Transport for London today unveiled their new bicycle hire scheme, hopefully making it easier and cheaper to get around London on short journeys. You can find details of the scheme here. The concept is pretty simple; at various locations around central London you can hire a bicycle, collecting and dropping it off at one of a number of dedicated stations, placed at strategic locations such as railway stations. Have a look at the image; it shows where the stations are located across London.
The ability to cheaply borrow a bike for short journeys is a great idea (£1 for less than 30 minute trips) and it’s been trialled in many other locations before London. However there are a few gotchas; firstly, forget to return the bike and you’ll be stung a £300 charge that covers replacement or theft. The incentive is to return it to a station as soon as you’re finished with it. Second, I’m curious as to how TFL will cope with balancing the network. There will be more demand in some locations than others for cycles; for instance in the morning, passengers arriving at railway stations will want to take a bike; at the end of the day they will want to leave one; what happens if there’s no availability of either bikes, or worse, slots to return them to? Will TFL be shipping bikes around London on the back of lorries to ensure there’s sufficient demand? If so, doesn’t that defeat the object of the scheme?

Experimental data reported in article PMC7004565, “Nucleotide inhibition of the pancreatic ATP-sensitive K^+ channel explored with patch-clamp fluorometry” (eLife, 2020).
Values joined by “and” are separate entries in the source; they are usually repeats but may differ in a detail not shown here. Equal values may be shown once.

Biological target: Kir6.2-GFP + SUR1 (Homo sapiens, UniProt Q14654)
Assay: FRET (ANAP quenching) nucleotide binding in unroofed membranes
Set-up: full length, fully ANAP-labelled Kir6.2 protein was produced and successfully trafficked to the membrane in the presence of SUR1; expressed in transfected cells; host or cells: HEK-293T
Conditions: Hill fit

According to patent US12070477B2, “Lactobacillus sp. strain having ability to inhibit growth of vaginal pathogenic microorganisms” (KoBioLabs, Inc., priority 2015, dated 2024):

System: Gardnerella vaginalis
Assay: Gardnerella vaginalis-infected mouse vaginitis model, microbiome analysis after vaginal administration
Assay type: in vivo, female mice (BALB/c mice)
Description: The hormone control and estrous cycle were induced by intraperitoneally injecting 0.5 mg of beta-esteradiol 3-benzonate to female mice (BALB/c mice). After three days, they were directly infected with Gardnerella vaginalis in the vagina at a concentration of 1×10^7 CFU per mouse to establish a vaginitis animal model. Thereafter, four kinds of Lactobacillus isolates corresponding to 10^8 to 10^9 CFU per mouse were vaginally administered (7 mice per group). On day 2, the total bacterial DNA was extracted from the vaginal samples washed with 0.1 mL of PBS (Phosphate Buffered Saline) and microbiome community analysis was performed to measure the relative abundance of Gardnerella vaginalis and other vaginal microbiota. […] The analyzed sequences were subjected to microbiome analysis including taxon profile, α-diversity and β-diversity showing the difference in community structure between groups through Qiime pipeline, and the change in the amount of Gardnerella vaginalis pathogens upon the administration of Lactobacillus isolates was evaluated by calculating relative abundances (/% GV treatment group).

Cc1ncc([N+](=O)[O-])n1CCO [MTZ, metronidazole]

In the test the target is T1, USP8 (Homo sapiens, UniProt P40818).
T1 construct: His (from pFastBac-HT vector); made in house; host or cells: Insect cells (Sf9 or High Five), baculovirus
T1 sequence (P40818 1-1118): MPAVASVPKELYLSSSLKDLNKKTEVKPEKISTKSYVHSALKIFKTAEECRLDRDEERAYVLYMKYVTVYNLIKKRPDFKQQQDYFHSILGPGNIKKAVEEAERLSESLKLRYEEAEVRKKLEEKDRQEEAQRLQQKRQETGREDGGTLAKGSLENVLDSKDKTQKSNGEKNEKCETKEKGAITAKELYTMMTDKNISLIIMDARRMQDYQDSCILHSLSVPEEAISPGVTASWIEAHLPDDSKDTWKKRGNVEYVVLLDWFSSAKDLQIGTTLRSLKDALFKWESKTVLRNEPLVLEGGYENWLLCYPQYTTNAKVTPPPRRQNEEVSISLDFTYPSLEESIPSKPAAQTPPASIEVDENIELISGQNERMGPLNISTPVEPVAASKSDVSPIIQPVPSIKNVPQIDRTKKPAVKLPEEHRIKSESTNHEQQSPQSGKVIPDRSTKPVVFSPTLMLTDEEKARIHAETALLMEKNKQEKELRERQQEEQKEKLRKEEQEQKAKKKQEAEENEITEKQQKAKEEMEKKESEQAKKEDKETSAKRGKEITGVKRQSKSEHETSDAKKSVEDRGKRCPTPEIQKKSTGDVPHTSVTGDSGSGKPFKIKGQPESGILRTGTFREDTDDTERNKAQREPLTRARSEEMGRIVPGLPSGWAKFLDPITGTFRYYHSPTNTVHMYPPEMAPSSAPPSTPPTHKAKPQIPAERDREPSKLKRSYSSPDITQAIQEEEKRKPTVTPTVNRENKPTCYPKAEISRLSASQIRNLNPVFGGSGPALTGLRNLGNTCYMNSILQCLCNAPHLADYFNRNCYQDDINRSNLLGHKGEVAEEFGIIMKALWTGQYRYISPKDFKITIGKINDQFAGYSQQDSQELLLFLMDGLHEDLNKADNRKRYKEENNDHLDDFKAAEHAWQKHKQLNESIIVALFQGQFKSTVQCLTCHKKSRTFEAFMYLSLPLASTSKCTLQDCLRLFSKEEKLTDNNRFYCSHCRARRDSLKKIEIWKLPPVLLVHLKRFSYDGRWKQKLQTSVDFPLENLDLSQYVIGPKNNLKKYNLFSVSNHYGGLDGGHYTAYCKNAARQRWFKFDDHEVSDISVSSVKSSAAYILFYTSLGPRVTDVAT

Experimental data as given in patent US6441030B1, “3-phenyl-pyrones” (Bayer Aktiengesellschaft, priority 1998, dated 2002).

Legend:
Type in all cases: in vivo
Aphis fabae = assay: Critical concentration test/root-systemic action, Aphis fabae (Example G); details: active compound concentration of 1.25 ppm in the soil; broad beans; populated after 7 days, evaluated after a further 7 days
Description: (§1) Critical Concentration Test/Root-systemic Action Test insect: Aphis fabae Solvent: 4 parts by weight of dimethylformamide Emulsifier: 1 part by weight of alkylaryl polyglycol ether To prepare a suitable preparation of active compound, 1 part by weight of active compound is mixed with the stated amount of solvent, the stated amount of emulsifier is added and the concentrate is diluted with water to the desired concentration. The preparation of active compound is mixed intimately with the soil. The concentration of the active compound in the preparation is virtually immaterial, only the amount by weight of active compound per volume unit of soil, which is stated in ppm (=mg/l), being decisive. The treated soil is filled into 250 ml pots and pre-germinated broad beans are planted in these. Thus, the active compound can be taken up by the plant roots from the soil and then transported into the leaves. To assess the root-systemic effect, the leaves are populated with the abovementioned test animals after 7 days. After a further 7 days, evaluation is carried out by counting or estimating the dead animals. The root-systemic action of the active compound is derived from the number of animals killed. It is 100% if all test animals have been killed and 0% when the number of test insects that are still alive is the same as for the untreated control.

This is a perennial problem in the storage world. Storage resources are frequently unavailable in the location required; then they might not be usable because the array isn’t connected to the right fabric, or the host requires a certain vendor product. As TFL will discover, understanding and planning for demand is critical; ensuring resources are always available in the right place, without over-purchasing is a real effort, requiring planning and forward thinking.
Of course there are ways around the issues of managing demand in storage. Infrastructure design is critical; if data can’t easily be moved between storage devices (with no or minimal user intervention) then you have a problem. Designing mobility into your storage architecture is critical. Creating generic resources is too; 90% of users want storage and don’t care if it is triple-protected with a blue flashing light on the array door – just like most cyclists will be happy with a generic bicycle.
I can’t answer TFL’s problems. Perhaps they will simply rely on user supply and demand. However if you want your storage infrastructure sorted, I’m your man.